Captain Risky here to stay as Budget Direct aims to show why it is ‘better’ than competitors

Budget Direct ditched its aliens campaign in favour of  its new Captain Risky character as it aims to communicate why it is “better” than its competitors, its director of marketing and digital Jonathan Kerr told Mumbrella.

The insurer pitched its creative account in June last year with Budget Direct saying at the time it was looking to expand upon the success of the aliens Zeek and Zia, with 303Lowe appointed last August.

“The aliens campaign delivered us a hugely successful year of sales growth,” Kerr said. “We felt that though it delivered a great deal of sales growth for us we didn’t feel it communicated why Budget Direct is better and different.”

The Aliens campaign was introduced in September 2012 to replace the long running campaign featuring the French accented Michelle and her older companion Michael, which had the famous “Boojay Boojay” jingle carried over into the alien execution.

“We absolutely set the bar higher, the goal higher. We said we believe that if more Australians understand why we’re better and different and how we’re able to offer such great products and prices we will grow faster,” he said.

“The aliens did a great job for us and they inspired us to go for bigger and better.

“The reality is we are focused on what the customers think, that’s the judge and jury in what we’re doing in marketing,” Kerr added.

303Lowe head of planning Jon Mckie added: “While the aliens has been successful in terms of cut-through, this campaign has an explanation of that proposition which is at the heart of the ad.”

The Captain Risky campaign aims to highlight how Budget Direct is different to its competitors and aims to stand out amongst other insurance-related marketing, Kerr said.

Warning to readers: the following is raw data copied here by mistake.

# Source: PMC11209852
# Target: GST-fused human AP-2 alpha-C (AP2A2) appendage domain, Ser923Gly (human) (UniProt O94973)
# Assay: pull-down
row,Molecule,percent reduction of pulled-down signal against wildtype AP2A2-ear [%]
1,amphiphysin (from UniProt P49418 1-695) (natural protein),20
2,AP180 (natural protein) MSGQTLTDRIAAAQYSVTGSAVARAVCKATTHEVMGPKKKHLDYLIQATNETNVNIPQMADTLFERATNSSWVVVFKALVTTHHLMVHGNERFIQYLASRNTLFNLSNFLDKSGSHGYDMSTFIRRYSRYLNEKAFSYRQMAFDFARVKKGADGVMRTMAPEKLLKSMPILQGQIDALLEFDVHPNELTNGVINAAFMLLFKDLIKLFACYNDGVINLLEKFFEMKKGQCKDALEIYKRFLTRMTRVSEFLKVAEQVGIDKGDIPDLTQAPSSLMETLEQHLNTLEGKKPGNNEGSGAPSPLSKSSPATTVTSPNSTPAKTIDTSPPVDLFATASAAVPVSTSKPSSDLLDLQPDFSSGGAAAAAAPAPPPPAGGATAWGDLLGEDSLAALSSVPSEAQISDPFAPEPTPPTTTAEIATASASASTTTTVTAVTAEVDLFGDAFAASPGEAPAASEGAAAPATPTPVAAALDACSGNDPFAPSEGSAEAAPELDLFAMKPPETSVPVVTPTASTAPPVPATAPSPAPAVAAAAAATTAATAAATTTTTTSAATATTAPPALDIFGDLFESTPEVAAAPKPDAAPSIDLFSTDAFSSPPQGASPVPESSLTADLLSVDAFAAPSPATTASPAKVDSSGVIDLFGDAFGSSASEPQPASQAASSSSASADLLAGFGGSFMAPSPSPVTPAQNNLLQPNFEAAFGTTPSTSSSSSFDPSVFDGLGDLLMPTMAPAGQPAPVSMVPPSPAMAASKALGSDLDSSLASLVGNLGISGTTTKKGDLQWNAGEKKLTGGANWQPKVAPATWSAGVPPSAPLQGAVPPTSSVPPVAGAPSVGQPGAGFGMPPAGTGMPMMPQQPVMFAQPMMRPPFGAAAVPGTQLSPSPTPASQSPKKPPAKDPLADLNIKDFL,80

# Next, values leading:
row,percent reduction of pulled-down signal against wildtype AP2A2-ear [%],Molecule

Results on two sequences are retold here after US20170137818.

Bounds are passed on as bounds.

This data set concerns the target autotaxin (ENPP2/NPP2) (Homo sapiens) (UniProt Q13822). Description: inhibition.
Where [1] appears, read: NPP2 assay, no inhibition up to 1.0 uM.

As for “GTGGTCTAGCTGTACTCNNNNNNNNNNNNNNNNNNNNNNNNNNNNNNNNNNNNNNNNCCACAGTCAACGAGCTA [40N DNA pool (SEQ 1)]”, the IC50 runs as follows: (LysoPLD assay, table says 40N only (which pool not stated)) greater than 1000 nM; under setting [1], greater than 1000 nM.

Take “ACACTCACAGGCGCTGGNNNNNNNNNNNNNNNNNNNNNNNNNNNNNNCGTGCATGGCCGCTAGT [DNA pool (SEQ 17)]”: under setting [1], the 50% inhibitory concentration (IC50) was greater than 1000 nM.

“You have to earn your engagement with the public and Budget Direct cannot rely on regurgitated old messaging,” he said.

“We have to earn our engagement with the public and if we do a good job at that they’ll actually take on board what makes us different.”

303Lowe’s Mckie added: “There’s an old adage – it’s not the number of spots you run but the impression you make that counts. Budget Direct would be out-spent by competitors with more spots so we need to create an impression with the budget we’ve got.”

The campaign, currently in market, features a 90-second cinema ad along with 60-second and 30-second executions. All are complemented by the Budget Direct website along with a number of social media and online elements used to build the Captain Risky character, including a Facebook page, a Twitter account and a personal website.

On how the social media elements of the campaign will be used to promote the insurer Kerr said: “When you set yourself up for a campaign like this, the way you work with your agency is to ‘ride the wave’ as I call it.

“You have your pillars, you put your pillars in place and then you have a significant connection with your team and the agency to magnify the elements the public are enjoying and want more of and that’s how we approach it.”

“It researched very strongly that people associated and understood the character immediately with the American accent,” Kerr added.

303Lowe’s Mckie added: “As the campaign evolves you’ll see more of a backstory to his character and his relationship to Australia.”

On plans for future use of Captain Risky, Kerr said audiences should expect to see more of him over the coming months.

“It’s definitely a campaign not an advert. We feel that the core proposition that he represents goes across our product lines,” he said.

When quizzed on the decision to create an American character as opposed to an Australian character, Kerr said the idea of a stuntman felt “quintessentially” American.

“When the daredevil character came up as the lead element immediately it felt it was quintessentially American as a character, a genre,” he said.

“We also love the optimism of Americans in the way they think they can always make it bigger, more stupendous. When he talks, the way he talks, he always sounds American and we felt it was far more believable.

“It researched very strongly that people associated and understood the character immediately with the American accent,” he added.

On other concerns the campaign could lead to children attempting to imitate the stunts of Captain Risky, Kerr was confident the ad is clearly comedy and a parody and Captain Risky is intended as someone not to be imitated.

“We think it’s very clearly comedic, stupendous, ridiculous, parody fun,” he said. “We’re quite comfortable that people understand him as kind of a metaphor and not someone to be imitated.”

Miranda Ward


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